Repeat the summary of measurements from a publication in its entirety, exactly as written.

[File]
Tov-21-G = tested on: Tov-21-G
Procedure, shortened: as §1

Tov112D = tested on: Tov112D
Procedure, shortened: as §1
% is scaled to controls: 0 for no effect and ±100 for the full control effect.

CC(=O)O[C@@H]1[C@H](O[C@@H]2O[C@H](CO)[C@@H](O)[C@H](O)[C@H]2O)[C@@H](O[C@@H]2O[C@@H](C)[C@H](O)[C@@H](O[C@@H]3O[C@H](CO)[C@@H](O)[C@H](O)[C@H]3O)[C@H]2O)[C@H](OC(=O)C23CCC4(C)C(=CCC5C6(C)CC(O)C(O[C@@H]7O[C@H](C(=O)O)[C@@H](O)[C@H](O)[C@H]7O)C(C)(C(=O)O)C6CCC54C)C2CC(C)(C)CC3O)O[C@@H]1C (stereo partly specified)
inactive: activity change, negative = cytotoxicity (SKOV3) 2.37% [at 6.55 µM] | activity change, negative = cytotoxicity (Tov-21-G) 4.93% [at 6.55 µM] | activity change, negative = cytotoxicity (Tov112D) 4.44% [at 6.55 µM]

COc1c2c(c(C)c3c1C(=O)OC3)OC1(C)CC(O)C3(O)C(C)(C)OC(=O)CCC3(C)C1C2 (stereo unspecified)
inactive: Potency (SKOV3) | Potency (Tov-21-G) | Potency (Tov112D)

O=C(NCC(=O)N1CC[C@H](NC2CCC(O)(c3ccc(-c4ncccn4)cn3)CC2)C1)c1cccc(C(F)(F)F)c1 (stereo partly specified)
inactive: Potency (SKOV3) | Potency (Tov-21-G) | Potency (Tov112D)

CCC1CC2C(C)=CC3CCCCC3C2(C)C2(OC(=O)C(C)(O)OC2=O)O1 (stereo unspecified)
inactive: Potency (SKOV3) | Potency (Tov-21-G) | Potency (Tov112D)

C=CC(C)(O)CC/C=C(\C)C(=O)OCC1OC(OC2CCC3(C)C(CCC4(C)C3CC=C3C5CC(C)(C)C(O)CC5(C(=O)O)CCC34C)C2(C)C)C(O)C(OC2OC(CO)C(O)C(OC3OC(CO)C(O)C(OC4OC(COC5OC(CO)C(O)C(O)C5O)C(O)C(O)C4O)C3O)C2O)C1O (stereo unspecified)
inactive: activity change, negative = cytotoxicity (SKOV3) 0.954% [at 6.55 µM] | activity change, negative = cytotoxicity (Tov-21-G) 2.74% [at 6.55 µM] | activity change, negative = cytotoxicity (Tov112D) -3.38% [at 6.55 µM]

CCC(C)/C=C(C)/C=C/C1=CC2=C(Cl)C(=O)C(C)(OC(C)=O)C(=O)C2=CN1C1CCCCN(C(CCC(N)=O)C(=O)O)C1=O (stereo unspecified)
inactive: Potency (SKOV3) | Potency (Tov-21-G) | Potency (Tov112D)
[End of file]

Tov-21-G = tested on: Tov-21-G
Procedure, shortened: as §1

Tov112D = tested on: Tov112D
Procedure, shortened: as §1
% is scaled to controls: 0 for no effect and ±100 for the full control effect.

CC(=O)O[C@@H]1[C@H](O[C@@H]2O[C@H](CO)[C@@H](O)[C@H](O)[C@H]2O)[C@@H](O[C@@H]2O[C@@H](C)[C@H](O)[C@@H](O[C@@H]3O[C@H](CO)[C@@H](O)[C@H](O)[C@H]3O)[C@H]2O)[C@H](OC(=O)C23CCC4(C)C(=CCC5C6(C)CC(O)C(O[C@@H]7O[C@H](C(=O)O)[C@@H](O)[C@H](O)[C@H]7O)C(C)(C(=O)O)C6CCC54C)C2CC(C)(C)CC3O)O[C@@H]1C (stereo partly specified)
inactive: activity change, negative = cytotoxicity (SKOV3) 2.37% [at 6.55 µM] | activity change, negative = cytotoxicity (Tov-21-G) 4.93% [at 6.55 µM] | activity change, negative = cytotoxicity (Tov112D) 4.44% [at 6.55 µM]

COc1c2c(c(C)c3c1C(=O)OC3)OC1(C)CC(O)C3(O)C(C)(C)OC(=O)CCC3(C)C1C2 (stereo unspecified)
inactive: Potency (SKOV3) | Potency (Tov-21-G) | Potency (Tov112D)

O=C(NCC(=O)N1CC[C@H](NC2CCC(O)(c3ccc(-c4ncccn4)cn3)CC2)C1)c1cccc(C(F)(F)F)c1 (stereo partly specified)
inactive: Potency (SKOV3) | Potency (Tov-21-G) | Potency (Tov112D)

CCC1CC2C(C)=CC3CCCCC3C2(C)C2(OC(=O)C(C)(O)OC2=O)O1 (stereo unspecified)
inactive: Potency (SKOV3) | Potency (Tov-21-G) | Potency (Tov112D)

C=CC(C)(O)CC/C=C(\C)C(=O)OCC1OC(OC2CCC3(C)C(CCC4(C)C3CC=C3C5CC(C)(C)C(O)CC5(C(=O)O)CCC34C)C2(C)C)C(O)C(OC2OC(CO)C(O)C(OC3OC(CO)C(O)C(OC4OC(COC5OC(CO)C(O)C(O)C5O)C(O)C(O)C4O)C3O)C2O)C1O (stereo unspecified)
inactive: activity change, negative = cytotoxicity (SKOV3) 0.954% [at 6.55 µM] | activity change, negative = cytotoxicity (Tov-21-G) 2.74% [at 6.55 µM] | activity change, negative = cytotoxicity (Tov112D) -3.38% [at 6.55 µM]

CCC(C)/C=C(C)/C=C/C1=CC2=C(Cl)C(=O)C(C)(OC(C)=O)C(=O)C2=CN1C1CCCCN(C(CCC(N)=O)C(=O)O)C1=O (stereo unspecified)
inactive: Potency (SKOV3) | Potency (Tov-21-G) | Potency (Tov112D)